In the current job market, any way you can stand above the crowd is a welcome boost. So to find out what bright-eyed candidates could do to prove themselves, we asked nine entrepreneurs from YEC what interviewees had done in the past–or, well, what they wish candidates had done–to differentiate themselves and land the job.
(Hint: Feel free to steal their strategies for yourself.)
1. Played the Piano
A job applicant once sent us a really witty cover letter that ended with a promise to play ‘Careless Whisper’ on the piano on command if given the job as our copywriter. Just reading his letter gave me the gut feeling he would get along well with our young, witty, and laid-back culture. He’s now been here for two years (though unfortunately doesn’t play the piano on command anymore).
–Kenny Nguyen, Big Fish Presentations
2. Contributed to an Open Source Project
When hiring for technical roles, I ask applicants if they’ve offered meaningful contributions to open source projects in their free time. This can move the conversation toward what they’ve actually done and reveal if they have the important qualities and abilities we seek in these positions.
–Jyot Singh, RTS Labs
3. Scoped Out Our Clients
Within a 15-mile radius of our office, there are over 100 restaurants using our software for their digital displays. A job applicant immediately stands out as someone who cares about our product when they share their experience at one or two of our client locations. In the interview, they also instantly perform better because they understand how our product works in a real-life setting.
–Nanxi Liu, Enplug
4. Skipped the Application Process
When I was looking for our first office manager, I wanted somebody proactive who would just get things done–-no matter what it took. I put up a job offer, and candidates quickly piled up. However, one of them really stood apart from the others when she looked up my contact details and sent a very well-thought-out email. I could instantly see how she’d apply this to everything else. I hired her the next day.
–Pablo Villalba, 8fit
5. Wrote Interesting Emails
My first step in the process of elimination is to go through and open the resumes of applicants who have taken the time to write an email that covers a very relevant topic in regards to the position they’re applying for. When the applicants include some type of witty or enthusiastic content in the email, it’s usually a strong indicator that they’ll get an in-person interview.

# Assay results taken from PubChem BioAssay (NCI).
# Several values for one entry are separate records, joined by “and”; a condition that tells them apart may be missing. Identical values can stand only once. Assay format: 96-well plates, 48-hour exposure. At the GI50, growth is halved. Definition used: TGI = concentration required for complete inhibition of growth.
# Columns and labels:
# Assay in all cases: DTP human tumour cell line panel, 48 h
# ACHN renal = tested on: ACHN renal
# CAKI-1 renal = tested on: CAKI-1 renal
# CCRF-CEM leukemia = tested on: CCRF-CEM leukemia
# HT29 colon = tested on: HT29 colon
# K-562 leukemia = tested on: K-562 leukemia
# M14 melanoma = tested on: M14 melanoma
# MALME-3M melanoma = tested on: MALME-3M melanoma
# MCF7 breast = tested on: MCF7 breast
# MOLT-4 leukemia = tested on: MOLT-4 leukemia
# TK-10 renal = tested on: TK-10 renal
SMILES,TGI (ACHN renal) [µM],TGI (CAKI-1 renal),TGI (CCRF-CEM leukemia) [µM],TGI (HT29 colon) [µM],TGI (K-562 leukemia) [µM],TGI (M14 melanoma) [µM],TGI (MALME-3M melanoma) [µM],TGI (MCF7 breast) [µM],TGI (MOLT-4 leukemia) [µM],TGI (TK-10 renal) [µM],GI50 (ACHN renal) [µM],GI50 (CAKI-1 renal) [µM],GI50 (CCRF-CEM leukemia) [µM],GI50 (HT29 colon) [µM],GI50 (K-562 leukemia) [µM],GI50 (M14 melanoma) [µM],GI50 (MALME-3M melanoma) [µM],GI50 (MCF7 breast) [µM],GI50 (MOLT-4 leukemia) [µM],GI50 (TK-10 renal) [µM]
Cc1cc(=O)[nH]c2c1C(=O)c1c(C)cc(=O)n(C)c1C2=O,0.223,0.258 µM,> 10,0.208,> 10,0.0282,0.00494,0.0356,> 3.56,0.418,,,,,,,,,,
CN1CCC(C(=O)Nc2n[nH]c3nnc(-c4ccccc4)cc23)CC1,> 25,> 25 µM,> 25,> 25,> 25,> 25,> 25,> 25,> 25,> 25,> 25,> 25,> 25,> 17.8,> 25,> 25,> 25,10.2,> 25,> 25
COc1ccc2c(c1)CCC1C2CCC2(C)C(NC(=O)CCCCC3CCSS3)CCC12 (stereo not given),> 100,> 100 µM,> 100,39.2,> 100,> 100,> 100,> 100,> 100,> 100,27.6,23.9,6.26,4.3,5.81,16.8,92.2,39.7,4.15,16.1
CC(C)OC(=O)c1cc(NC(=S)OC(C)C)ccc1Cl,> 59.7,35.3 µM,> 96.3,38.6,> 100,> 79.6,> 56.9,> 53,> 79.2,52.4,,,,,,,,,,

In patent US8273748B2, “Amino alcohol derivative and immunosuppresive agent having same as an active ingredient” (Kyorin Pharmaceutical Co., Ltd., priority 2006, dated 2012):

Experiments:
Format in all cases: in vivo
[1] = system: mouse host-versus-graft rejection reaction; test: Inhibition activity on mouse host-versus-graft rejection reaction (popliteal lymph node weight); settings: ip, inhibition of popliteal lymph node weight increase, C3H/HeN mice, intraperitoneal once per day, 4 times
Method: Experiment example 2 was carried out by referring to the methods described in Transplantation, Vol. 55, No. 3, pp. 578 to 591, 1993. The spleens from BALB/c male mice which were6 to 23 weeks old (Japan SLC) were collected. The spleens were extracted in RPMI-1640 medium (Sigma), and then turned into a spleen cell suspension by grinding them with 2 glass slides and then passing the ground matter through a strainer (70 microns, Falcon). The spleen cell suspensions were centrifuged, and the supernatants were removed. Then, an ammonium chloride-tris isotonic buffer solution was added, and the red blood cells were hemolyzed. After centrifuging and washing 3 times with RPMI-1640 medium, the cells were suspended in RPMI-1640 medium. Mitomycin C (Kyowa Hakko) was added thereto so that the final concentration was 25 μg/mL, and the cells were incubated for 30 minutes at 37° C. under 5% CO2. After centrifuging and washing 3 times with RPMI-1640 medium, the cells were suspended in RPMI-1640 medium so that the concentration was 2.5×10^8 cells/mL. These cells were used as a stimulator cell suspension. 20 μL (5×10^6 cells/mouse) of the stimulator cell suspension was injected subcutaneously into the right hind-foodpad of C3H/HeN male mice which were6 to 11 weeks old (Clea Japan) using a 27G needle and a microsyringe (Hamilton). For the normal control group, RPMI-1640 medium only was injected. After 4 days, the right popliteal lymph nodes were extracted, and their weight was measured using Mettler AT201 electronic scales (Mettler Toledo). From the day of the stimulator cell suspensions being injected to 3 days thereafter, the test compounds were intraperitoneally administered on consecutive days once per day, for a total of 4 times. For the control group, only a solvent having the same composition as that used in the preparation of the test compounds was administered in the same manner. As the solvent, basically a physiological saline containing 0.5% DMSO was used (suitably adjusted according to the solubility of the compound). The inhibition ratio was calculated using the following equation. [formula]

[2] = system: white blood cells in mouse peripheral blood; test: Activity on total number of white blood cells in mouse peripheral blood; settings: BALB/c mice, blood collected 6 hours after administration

–Justin Jarman, Youbetme
6. Used Retargeting Ads
One arguably invasive but also clever tactic a candidate used was serve up retargeting ads that featured him in a favorable light. That included links to his website, articles that mentioned him, and his social media profiles. Without directly pinging me, he remained top of mind, and I discovered a lot more information about him even when I didn’t directly search for it.
–Firas Kittaneh, Amerisleep
7. Knew Our Weaknesses
It’s really surprising how few applicants have properly researched our competitors. Candidates who really make an impact know all about our brand, as well as how our strengths and weaknesses could relate to the market in general. Researching our products is all well and good, but a grasp of the bigger picture is just as, if not more, important.
–Marvin Amberg, Caseable
8. Created a Video Cover Letter
If someone created a video of themselves specifically pitching our recruiter on why they should be hired, that kind of personal pitch would help them to stand out as a candidate.
–Mike Seiman, CPXi
9. Thought Deeply About Our Company
The applicants that impress us the most are the ones who have taken a deep dive into our site, business model, and press. It shows they are serious about the job.
–Basha Rubin, Priori Legal
By Young Entrepreneur Council, September 14, 2014, The Muse